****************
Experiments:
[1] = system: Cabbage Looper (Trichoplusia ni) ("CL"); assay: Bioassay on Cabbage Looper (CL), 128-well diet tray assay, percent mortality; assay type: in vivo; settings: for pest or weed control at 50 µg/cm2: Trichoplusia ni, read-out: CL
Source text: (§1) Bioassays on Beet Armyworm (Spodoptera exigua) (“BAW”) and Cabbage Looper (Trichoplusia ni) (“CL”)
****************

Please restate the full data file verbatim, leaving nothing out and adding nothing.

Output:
Experiments:
[1] = system: Cabbage Looper (Trichoplusia ni) ("CL"); assay: Bioassay on Cabbage Looper (CL), 128-well diet tray assay, percent mortality; assay type: in vivo; settings: for pest or weed control at 50 µg/cm2: Trichoplusia ni, read-out: CL
Source text: (§1) Bioassays on Beet Armyworm (Spodoptera exigua) (“BAW”) and Cabbage Looper (Trichoplusia ni) (“CL”)